Counting the cost of Brexit: Can we see the impact assessment please?
Time was when nothing could be done by the Government or the European Union without a rigorously mapped impact assessment. Almost invariably wielded as a tool by deregulatory zealots to show that workers’ demands would lead to unacceptable burdens on business, I can remember exposing many of the faults in the technique. Too much reliance on business belief rather than hard evidence, a failure to recognise that regulation was often the driver of better performance as well as behaviour, and a binary assumption that the alternative to one regulatory proposal was no regulation at all, as opposed to a different regulatory way of achieving the same end.
But now a reluctance to assess the impact of Brexit seems to suggest that the time of impact assessments is over. Or are they just scared of the results?
Brexit Secretary David Davis MP got a lot of coverage last week when he told the Commons Brexit Select Committee that the Government had expressed a preference for ‘no deal’ over a ‘bad deal’ without assessing the consequences of either. It was, he seemed to suggest, a value judgment, not an economic one. And that’s obviously of a piece with the Government’s decision that controlling immigration (not, note, reducing it, just feeling like they’re in charge) is more important than the economic impact of Brexit.
But there were audible and virtual sharp intakes of breath about Mr Davis’ apparent insouciance. There’s always been a flamboyant and reckless flip-side to his craggy-faced, gritty, pragmatic image, after all. And some cynics suggested that if he was willing to look as careless and incompetent as his Select Committee bombshell made him look, he must have been hiding something worse (the suspicion is that an impact assessment has been done, and it proves that no deal would be the worst deal possible!)
There’s also been a suggestion that it’s either unwise or impossible to do an impact assessment on a trade deal under negotiation, although that’s somewhat undermined (I’m engaging in traditional British understatement – I mean, of course, “shown to be totally wrong”) by the impact assessments the Government conducted on the Transatlantic Trade and Investment Partnership between the EU and the US or the EU’s assessment of the Comprehensive Economic Partnership agreement with Canada (the Czech Republic also conducted a country specific assessment.)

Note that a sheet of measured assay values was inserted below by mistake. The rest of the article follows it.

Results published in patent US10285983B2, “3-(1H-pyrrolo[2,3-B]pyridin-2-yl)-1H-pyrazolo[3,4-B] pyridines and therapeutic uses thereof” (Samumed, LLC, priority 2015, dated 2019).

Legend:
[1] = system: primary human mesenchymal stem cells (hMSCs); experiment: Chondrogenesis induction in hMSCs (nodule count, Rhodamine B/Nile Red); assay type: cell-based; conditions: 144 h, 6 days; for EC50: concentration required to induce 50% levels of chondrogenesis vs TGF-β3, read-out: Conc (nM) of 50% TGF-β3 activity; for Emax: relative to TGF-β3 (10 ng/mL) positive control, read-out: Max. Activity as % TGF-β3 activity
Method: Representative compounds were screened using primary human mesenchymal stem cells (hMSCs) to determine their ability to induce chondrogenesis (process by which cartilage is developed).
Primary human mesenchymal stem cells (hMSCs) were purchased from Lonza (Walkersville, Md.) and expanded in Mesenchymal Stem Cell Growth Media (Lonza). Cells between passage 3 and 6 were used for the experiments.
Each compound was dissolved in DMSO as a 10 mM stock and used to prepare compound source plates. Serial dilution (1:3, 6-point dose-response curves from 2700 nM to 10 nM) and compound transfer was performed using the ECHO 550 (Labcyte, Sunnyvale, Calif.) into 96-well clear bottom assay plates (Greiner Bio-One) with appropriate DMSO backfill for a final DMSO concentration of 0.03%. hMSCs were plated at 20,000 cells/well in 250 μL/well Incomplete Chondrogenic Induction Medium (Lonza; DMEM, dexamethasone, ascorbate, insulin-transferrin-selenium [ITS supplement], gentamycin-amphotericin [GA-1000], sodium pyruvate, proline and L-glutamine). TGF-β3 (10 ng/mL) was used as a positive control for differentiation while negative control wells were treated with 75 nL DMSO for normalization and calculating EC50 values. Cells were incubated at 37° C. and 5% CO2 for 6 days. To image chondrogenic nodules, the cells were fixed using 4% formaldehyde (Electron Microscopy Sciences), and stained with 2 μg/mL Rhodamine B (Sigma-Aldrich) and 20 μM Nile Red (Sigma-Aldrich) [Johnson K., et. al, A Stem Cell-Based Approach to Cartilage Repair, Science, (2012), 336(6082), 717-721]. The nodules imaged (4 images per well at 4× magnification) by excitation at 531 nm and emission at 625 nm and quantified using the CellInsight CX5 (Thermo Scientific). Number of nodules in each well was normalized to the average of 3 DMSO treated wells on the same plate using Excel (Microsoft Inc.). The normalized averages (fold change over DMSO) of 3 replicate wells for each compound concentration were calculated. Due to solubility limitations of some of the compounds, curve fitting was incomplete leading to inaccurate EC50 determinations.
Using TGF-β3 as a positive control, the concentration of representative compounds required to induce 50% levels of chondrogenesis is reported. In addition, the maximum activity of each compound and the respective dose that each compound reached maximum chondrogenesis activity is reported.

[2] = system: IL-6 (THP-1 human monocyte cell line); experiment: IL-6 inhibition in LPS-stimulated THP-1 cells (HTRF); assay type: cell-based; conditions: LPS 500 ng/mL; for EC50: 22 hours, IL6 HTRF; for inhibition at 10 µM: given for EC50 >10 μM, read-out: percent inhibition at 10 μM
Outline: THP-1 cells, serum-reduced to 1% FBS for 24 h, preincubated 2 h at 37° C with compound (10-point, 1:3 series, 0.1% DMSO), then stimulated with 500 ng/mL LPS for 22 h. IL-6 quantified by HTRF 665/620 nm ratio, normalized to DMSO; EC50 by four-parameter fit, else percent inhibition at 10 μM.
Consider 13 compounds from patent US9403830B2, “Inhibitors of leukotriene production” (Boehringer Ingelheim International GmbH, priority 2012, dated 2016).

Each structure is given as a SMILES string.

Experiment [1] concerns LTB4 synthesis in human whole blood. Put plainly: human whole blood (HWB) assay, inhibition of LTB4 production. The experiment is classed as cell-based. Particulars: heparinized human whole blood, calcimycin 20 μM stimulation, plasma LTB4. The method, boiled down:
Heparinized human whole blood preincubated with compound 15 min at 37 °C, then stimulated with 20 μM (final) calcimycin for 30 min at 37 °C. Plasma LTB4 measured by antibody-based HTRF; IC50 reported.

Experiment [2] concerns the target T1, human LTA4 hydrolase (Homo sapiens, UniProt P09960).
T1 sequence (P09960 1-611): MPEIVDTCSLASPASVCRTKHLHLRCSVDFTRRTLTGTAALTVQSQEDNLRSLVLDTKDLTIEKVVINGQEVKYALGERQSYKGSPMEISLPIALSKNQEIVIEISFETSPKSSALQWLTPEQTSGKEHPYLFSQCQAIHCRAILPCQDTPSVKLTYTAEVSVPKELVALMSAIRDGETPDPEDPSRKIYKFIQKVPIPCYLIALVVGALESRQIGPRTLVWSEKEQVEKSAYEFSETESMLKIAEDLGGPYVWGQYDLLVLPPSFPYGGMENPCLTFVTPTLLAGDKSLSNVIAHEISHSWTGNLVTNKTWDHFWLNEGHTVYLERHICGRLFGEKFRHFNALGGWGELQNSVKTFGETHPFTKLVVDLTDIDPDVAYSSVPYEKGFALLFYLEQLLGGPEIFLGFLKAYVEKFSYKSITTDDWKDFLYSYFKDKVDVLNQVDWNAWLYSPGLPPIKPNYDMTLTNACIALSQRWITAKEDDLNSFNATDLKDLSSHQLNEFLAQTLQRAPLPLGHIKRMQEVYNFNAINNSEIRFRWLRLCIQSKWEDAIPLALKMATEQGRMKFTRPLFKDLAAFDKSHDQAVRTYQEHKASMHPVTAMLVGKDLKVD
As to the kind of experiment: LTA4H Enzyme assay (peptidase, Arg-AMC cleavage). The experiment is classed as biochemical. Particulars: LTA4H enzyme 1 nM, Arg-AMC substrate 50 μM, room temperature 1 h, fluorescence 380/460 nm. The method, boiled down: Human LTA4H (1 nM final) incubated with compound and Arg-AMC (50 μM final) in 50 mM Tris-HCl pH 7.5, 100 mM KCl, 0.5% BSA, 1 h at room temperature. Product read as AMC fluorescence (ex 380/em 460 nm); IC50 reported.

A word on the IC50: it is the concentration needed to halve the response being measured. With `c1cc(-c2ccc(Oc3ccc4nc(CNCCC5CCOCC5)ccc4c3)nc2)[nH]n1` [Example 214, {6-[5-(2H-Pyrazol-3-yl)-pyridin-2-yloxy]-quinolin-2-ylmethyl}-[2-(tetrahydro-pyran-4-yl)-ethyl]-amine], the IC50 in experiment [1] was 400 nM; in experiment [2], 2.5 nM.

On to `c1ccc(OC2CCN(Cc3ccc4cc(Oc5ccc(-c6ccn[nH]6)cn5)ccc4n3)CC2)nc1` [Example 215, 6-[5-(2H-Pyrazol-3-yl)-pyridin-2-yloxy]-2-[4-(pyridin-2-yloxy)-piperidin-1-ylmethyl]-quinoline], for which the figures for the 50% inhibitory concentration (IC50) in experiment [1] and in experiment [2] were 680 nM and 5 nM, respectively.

But whatever the reason, real or imagined, impact assessments are absolutely vital as Brexit is negotiated. The day after Davis’ shock revelation, the GMB published the results of an opinion poll showing that the British public would actually like such assessments to be done. Asked whether “the government should now publish its assessments on what it thinks could happen to different industries and parts of the UK economy”, more than twice as many said yes than no (55% to 23%, with 22% don’t knows.)
Support for this step was found across the major UK political parties, including UKIP:
- Conservative: 46% want them published, 35% don’t
- UKIP: 47% want them published, 34% don’t
- Labour: 66% want them published, 15% don’t
- Liberal Democrats: 77% want them published, 16% don’t
And if the UK Government doesn’t do what the British people want, the European Commission might well. The same day the GMB released their poll, the European Trade Union Confederation (ETUC) decided to call upon the Commission to conduct and publish such impact assessments as the Brexit negotiations proceed. One way or another, people want to know what impact Brexit will have on them.
Tim Roache, GMB general secretary, said:
“Unions and industry know the journey to Brexit won’t be straightforward but before we all jump in the car we need more information about the actual route the government wants to take us on.
“Deal or no deal, if ministers are so confident in their plans they should publish them all and share them with the public who want to know what’s around the corner.”